. . .  The <http://www.google.com/googlebooks/agreement/>agreement, which settles two lawsuits brought against the <http://www.google.com/googlebooks/library.html>Google Books Library Project, proposes to dramatically increase access to millions of books in the U.S., while at the same time expanding the opportunities for authors and publishers to earn money from their works.  The agreement also provides a wealth of new opportunities for libraries, academics, and researchers, a few of which we'd like to share with you:


Expanded access to millions of in-copyright books:
 Librarians have been providing access to books for thousands of years, and over time they have increased the size of their collections and broadened their reach into the community. The agreement dramatically expands the reach of <http://books.google.com/googlebooks/partners.html>Book Search Library Partners by enabling readers across the U.S. to <http://books.google.com/googlebooks/agreement/#2>preview millions of in-copyright out-of-print books preserved in their collections. Readers will be able to search these books through Google Book Search and where previously they have only been able to view bibliographic information and a few snippets of text from the book, they will be able to view a limited preview (up to 20%) of the book to find out if it suits their needs.  From there, they can click through to a list of libraries which hold that book, to online bookstores (which carry used books) or to purchase instant online access to the rest of the book so that they may read the book in its entirety. 

Free online viewing of books at U.S. public and university libraries: In most communities, your local library is one of your primary access points to information. Through this agreement, public libraries, community colleges, and universities across the U.S. will be able to provide free full-text reading to books housed in great libraries of the world like Stanford, California, Wisconsin-Madison and Michigan. A newly-created Public Access Service license will allow full-text viewing of millions of out-of-print books to readers who visit library facilities. Public libraries will be eligible to receive one free Public Access Service license for a computer located on-site at each of their library buildings in the United States. Non-profit, higher education institutions will be eligible to receive free Public Access Service licenses for on-site computers, the exact number of which will depend on the number of students enrolled.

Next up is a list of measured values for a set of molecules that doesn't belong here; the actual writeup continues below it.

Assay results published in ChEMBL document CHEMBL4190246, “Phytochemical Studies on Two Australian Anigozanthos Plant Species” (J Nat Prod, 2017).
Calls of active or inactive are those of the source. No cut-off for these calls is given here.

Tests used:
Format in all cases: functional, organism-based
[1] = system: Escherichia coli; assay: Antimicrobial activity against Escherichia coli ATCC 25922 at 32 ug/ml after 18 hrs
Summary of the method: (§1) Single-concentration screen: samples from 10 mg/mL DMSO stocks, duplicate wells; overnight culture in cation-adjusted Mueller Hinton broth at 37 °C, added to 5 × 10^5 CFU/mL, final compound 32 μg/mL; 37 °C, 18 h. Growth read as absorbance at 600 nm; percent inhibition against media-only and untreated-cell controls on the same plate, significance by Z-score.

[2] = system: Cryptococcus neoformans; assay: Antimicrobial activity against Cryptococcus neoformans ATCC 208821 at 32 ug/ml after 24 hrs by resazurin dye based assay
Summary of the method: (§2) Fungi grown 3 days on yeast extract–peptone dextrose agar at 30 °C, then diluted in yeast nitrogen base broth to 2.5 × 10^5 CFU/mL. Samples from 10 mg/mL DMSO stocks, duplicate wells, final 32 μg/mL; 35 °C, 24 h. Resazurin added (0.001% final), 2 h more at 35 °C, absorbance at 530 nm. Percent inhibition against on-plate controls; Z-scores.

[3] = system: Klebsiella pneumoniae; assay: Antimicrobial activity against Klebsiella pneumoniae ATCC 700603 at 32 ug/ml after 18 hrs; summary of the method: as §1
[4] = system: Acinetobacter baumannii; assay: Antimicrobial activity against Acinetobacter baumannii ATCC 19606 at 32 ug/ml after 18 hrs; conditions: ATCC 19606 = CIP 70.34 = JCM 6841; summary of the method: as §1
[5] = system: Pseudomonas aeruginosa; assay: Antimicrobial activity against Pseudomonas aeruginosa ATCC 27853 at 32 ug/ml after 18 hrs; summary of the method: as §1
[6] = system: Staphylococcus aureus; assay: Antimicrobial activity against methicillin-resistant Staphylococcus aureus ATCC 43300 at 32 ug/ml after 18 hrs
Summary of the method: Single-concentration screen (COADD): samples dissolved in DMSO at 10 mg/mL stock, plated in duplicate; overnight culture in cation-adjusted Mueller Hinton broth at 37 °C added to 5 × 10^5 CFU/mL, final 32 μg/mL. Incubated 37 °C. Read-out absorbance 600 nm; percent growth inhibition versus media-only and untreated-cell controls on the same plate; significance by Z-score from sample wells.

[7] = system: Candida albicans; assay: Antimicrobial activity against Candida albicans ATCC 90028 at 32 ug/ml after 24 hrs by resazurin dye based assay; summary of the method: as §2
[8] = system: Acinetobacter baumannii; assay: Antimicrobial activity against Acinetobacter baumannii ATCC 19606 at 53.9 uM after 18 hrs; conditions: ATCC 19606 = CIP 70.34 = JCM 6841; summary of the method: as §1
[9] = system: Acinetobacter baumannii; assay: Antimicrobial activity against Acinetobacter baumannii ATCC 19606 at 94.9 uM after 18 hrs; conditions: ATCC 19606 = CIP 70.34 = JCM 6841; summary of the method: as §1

Institutional subscriptions to millions of additional books:
 Imagine never having to ask a patron to wait until a book is returned or arrives through interlibrary loan. Beyond the free license described above, libraries will also be able to purchase an institutional subscription to millions of books covered by the settlement agreement.  Once purchased, this subscription will allow a library to offer patrons access to the incredible collections of Google's library partner when they are in the library itself as well as when they access it remotely.

Services for People with Print Disabilities:
 One of the advantages digitization presents is the opportunity to enable greater accessibility to books.  Through the agreement, the visually impaired and print disability community will be able to access millions of in-copyright books through screen enlargement, reader, and Braille display technologies.

New Research Opportunities with the Creation a Research Corpus: The vast database of books that Google is digitizing is not just a resource for readers, but also a one-of-a-kind research tool. The agreement allows for the creation of two research centers that will include a copy of almost all of the books digitized by Google. These research centers will enable people to conduct research that utilizes computers to process or analyze the text of the books. Examples of the types of research they will facilitate include automatic translation, analysis of how language has evolved over time, next generation search technology, image processing research and others.

This agreement would not have been possible without the work of librarians who have preserved and maintained books for years, and <http://www.google.com/googlebooks/partners.html>Google Book Search's library partners, who worked with Google to make so many of them discoverable online.  To learn more about what they have to say about the agreement, check out our <http://books.google.com/googlebooks/agreement/thoughts.html>thoughts and opinions page.